Published August 30, 2013
Hundreds of people attended the funeral of a World War II veteran who police say was beaten to death by two teens last week in a random robbery.
88-year-old Delbert Belton was buried with full military honors Thursday at a cemetery in Spokane.
Friends remembered Belton as a kind man who loved to dance, play pool and work on cars. Dozens of American flags flew near his grave and a vocalist sang "We'll Meet Again."
Known as "Shorty" because he was barely 5 feet tall, Belton was wounded in the leg during the Battle of Okinawa. He later worked 30 years at an aluminum factory in Spokane.
Belton's family told NWCN.com that turnout at Thursday's service, which included more than 500 motorcycles, was overwhelming.
“It was overwhelming, I just can't believe it,” Belton’s nephew, Ty Bennett, told the station. “It's breathtaking and leaves me speechless this turn out. How many people just care in the community.”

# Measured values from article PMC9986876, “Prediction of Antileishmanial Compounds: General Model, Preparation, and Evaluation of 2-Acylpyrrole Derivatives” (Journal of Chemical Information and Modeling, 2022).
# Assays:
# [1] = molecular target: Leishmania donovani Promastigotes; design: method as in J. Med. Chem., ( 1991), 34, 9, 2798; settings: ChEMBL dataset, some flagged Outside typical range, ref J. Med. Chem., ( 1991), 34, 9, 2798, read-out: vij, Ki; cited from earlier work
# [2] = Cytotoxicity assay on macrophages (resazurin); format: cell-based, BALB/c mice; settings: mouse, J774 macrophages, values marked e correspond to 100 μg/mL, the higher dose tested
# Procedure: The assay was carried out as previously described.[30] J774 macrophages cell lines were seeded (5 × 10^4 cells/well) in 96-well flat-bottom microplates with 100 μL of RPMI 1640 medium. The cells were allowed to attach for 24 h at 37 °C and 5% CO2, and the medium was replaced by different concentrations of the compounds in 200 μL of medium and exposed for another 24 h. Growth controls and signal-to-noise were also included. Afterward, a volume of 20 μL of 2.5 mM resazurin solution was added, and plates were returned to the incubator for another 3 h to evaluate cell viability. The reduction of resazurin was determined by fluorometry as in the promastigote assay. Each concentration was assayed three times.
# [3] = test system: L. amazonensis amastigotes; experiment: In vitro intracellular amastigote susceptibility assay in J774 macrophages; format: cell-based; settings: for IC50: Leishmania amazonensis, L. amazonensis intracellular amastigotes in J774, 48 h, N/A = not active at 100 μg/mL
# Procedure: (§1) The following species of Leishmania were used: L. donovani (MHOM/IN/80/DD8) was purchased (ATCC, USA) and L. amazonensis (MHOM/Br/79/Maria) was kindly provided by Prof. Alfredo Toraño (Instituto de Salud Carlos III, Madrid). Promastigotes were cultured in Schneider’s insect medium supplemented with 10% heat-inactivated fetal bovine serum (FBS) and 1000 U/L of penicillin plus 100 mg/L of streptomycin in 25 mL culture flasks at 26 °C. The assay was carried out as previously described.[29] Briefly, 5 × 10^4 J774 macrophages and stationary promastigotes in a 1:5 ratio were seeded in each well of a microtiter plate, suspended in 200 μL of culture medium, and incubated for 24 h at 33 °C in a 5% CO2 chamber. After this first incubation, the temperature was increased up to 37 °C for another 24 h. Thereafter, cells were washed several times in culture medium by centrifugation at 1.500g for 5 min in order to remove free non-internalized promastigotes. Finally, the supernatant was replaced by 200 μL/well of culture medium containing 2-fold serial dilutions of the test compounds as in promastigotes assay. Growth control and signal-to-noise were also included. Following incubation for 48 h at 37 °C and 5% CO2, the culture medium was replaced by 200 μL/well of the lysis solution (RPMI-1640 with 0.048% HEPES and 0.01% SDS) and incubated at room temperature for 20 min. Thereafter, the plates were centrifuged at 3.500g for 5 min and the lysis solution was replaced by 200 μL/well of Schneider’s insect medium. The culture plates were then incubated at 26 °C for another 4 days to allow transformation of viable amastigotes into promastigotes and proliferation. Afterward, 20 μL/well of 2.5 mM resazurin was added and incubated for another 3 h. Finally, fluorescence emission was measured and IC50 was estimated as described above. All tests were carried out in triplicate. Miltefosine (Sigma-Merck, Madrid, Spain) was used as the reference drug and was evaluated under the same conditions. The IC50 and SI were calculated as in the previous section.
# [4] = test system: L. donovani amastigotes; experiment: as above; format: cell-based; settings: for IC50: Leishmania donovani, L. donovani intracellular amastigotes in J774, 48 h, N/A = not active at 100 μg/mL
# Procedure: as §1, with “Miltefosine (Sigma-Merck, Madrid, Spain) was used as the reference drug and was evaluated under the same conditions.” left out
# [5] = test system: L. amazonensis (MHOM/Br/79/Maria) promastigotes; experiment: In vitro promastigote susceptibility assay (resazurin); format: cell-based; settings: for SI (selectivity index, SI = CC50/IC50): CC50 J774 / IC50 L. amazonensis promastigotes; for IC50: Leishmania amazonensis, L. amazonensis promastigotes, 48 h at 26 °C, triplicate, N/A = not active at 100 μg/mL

Pastor Homer Todd, who led the crowd in prayer for the service, said despite Belton's age and declining health, he always made time to dance with friends at events in Spokane and Mead.
“There are a lot of gals that will miss having a partner at those events,” he said.
Two 16-year-old boys, Adams-Kinard and Demetrius L. Glenn, have been charged with first degree murder in Belton's death.
Police said Belton, who was wounded in the Battle of Okinawa, was beaten in his vehicle as he waited for a friend in the parking lot of an Eagles Lodge in north Spokane. Officers found Belton with serious head injuries, and his wallet had been taken. He died in the hospital Thursday.
Adams-Kinard reportedly suggested that the attack came after the veteran shorted him and Glenn on a sale of crack cocaine. The allegation was sharply refuted by friends of Delbert Belton and police said they have no evidence to support the drug deal claim.
The teens will be tried as adults, and Spokane County District Judge Debra Hayes on Tuesday ordered Adams-Kinard moved from a juvenile jail to the Spokane County Jail.
The Associated Press contributed to this report.